Book Review: The Bullpen Gospels


There is something to be said about a good baseball book and when you can find one that deals with failure, it makes it even better. “The Bullpen Gospels” is a book written by former major league reliever Dirk Hayhurst, looking at a pivotal part of his career while in the minor leagues. While a number of baseball books delve into the successes of its players, this book also takes a hard look at what it is like as a player trying to achieve his dream while coming up through the minor leagues

The book begins as Hayhurst is struggling with his future. He’s coming off of a lackluster finish to a season and is unsure how long he wants to continue trying to reach his dream of being a big league pitcher. He does a great job of letting us wander into his mind as he deals with what his future has in store. You really get a window into how something as major as “confidence” can play into a player’s success or failure. Hayhurst is dealing with a floundering career, a lack of confidence and a non-existent support system.

Rays Spring Baseball
Credit: Associated Press

While the focal point of this book is Hayhurst’s struggle and attempt to reach the big leagues, the aspect of the book that really grabs you is his description of minor league life and the relationships with his teammates. Whether it is the lewd jokes, the grizzled coaches or even a bus trip from hell, listening to stories about the grind of a baseball season really puts into perspective how unattractive the minor leagues can be. While some of the names are legit and left as is, there are a number of players whose names were changed for one reason or another. If you’ve ever wondered what it is like to live a season chasing your baseball dream, this is a nice view into that scenario.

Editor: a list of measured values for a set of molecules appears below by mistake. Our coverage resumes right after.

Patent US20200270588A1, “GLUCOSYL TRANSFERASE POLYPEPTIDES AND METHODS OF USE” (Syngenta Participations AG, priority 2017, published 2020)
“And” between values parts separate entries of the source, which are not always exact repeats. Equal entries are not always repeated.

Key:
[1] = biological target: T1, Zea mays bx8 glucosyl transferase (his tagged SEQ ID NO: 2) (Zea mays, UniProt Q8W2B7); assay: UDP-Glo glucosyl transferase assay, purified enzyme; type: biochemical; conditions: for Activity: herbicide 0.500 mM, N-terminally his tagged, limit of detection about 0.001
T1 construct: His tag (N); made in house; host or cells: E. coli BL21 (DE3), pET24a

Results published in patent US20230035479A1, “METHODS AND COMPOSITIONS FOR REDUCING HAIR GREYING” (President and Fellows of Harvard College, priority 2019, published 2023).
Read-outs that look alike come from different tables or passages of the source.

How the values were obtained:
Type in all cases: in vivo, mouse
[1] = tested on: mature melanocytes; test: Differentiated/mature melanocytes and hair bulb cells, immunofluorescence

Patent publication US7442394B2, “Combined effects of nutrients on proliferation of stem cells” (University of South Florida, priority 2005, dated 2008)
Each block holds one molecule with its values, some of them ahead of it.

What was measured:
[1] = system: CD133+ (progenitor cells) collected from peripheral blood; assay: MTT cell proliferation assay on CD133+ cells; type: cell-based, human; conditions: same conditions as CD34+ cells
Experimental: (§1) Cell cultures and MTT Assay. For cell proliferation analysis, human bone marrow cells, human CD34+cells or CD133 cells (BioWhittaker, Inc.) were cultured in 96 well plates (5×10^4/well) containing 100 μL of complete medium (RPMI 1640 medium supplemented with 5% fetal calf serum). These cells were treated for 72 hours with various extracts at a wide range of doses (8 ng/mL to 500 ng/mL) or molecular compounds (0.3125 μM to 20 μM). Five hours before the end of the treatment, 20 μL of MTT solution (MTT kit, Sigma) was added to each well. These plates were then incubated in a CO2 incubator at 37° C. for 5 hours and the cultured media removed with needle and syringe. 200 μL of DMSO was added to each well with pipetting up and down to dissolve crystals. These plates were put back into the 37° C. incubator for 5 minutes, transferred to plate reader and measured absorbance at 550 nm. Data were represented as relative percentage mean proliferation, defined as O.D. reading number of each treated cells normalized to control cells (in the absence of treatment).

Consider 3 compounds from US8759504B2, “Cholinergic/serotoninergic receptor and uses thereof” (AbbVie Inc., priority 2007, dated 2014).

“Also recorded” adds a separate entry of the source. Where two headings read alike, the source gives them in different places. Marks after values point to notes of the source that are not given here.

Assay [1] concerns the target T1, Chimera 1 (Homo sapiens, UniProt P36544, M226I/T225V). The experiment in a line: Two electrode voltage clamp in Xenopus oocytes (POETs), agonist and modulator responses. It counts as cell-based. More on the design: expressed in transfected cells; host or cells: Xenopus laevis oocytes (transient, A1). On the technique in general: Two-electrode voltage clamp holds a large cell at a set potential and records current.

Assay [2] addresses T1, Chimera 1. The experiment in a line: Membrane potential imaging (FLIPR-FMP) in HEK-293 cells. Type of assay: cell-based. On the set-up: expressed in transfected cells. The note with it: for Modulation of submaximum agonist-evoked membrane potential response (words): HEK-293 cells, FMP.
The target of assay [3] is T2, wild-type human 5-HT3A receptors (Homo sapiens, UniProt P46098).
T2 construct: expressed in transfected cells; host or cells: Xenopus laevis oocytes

You also find out how Dirk evolves as a pitcher and allows himself to not worry about his performance on the field. While his struggles are in the forefront at the beginning of the book, his success is thrown in as almost a side note as the book progresses. The deeper you get into this book, the more you realize it isn’t as much about what happens on the baseball field as much as it’s a look into the thinking pattern of a player trying to avoid the repetitiveness of a long baseball season.


Overall, I loved the book. I’ve always had a fondness for locker room stories and a deeper look into not just the game of baseball but the nuts and bolts of what makes the game. My favorite part of the book was Dirk’s interactions with Trevor Hoffman, someone who Hayhurst had looked up to for years. These visits not only gave a nice insight into how his mind works, but also how someone like Hoffman can be viewed one way as a player and another as a person.

If you are looking into an honest look into what it is like climbing the ladder of baseball’s minor league system and the ups and downs that are met along the way, this is for you. Some have said this is the best baseball book since Jim Bouton’s “Ball Four” and while I can’t vouch for that (I haven’t read the classic Bouton book), I will say that Hayhurst is a great writer and has woven a baseball tale that will entertain you. If you would like to give it a read, here is a link to the book on Amazon and he has written two other books, here and also here. While his career was a short one, Hayhurst has made sure that it will live on for years to come. The book is worth your time and should make you even more excited for baseball season to begin.


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